The islandwide event marking 100 years of organized Jewish life in Cuba was supposed to include a visit to the Patronato by Fidel Castro himself. But that had to be canceled when the bearded leader was rushed to a hospital in late July for emergency surgery of an undisclosed nature. The illness forced Castro to turn power over to his brother Raul, 75, for the first time since 1959.
By coincidence, the Jewish festivities overlap the Communist regime’s official commemoration of the 50th anniversary of Cuba’s Revolutionary Armed Forces. Yet Castro didn’t even make it to a military parade in his honor, telling supporters in a statement read on government-run TV, “It is with great sorrow that I bid you farewell for not being able to personally thank you and embrace every one of you.”
Castro has not been seen in public since his surgery. Foreign experts and many Cubans are convinced he has terminal cancer.
“I don’t believe this is a moment for celebration,” said Moises Asis, an anti-Castro exile living in Miami. “What’s there to celebrate?”
Asis taught Hebrew and led the B’nai B’rith Havana chapter before fleeing Cuba in 1992 with his wife and daughter. He told JTA that Jews, like the rest of Cuba’s 11.2 million inhabitants, enjoy no basic political or economic freedoms.
“Everything is about money,” he said. “Cuba may have the label of a communist country, but the reality is one of brutal capitalism. Workers are exploited more by the Castro regime today than they were in England in the 19th century.”
Yet Asis acknowledged that the regime has never been anti-Semitic, despite Castro’s vicious criticism of Israel and historic closeness with Palestinian terrorist groups. And private Israeli companies have invested heavily in Cuban citrus and real-estate ventures.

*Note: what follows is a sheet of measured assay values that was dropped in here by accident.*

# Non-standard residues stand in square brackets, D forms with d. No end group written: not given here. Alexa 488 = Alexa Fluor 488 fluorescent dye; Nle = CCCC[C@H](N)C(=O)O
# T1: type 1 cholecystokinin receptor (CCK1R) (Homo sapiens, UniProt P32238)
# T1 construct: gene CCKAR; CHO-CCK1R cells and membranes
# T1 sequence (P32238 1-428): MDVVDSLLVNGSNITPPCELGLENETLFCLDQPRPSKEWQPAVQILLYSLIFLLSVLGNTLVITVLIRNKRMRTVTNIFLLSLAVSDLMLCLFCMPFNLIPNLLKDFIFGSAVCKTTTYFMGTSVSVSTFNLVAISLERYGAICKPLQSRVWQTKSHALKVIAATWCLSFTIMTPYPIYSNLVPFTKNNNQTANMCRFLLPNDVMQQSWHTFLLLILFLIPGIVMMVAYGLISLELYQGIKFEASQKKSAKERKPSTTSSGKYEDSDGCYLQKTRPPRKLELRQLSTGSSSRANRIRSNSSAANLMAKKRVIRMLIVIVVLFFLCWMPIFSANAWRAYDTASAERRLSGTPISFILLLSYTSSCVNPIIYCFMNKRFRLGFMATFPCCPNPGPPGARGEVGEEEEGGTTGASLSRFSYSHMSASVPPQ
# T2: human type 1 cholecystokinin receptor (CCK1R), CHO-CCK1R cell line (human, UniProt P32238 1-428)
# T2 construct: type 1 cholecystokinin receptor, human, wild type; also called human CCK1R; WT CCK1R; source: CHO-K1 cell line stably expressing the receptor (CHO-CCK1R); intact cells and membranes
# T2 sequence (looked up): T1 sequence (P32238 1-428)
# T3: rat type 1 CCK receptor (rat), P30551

“The discrimination in Cuba is not specifically against Jews but against all religions including Jews,” Asis said. “It’s true we had some privileges, but the Jewish community was so small and so weak that it would have been very easy for the government to destroy that community if it wanted. When it comes to treatment of Jews, Cuba was one of the most tolerant countries in the communist world.”
The Castro regime has never stopped U.S. or Canadian Jewish organizations from delivering wheelchairs, school supplies and kosher food to the local Jewish community.
Robert Safran, medical director of the Cuba-America Jewish Mission in Berkeley, Calif., has been to the island 11 times. His wife, June — who is now on her 25th trip to Cuba — directs the mission, which has a specific license from the U.S. Treasury Department to provide humanitarian assistance to Cuba.
Cuba experts speculate that U.S. policy toward the island might change now that the Democrats control Congress. Regulations regarding humanitarian and possibly even leisure travel to Cuba could soon be relaxed.
Safran says he isn’t sure what might happen.
“A lot of American groups are going to Cuba to help the Jews, but it probably doesn’t make any difference politically,” he said. “It isn’t going to change the policy of our country, and it isn’t going to change policies in Cuba. Most of the people I know who are active in these efforts stay away from politics as much as possible.”
The Archive of the Jewish Telegraphic Agency includes articles published from 1923 to 2008. Archive stories reflect the journalistic standards and practices of the time they were published.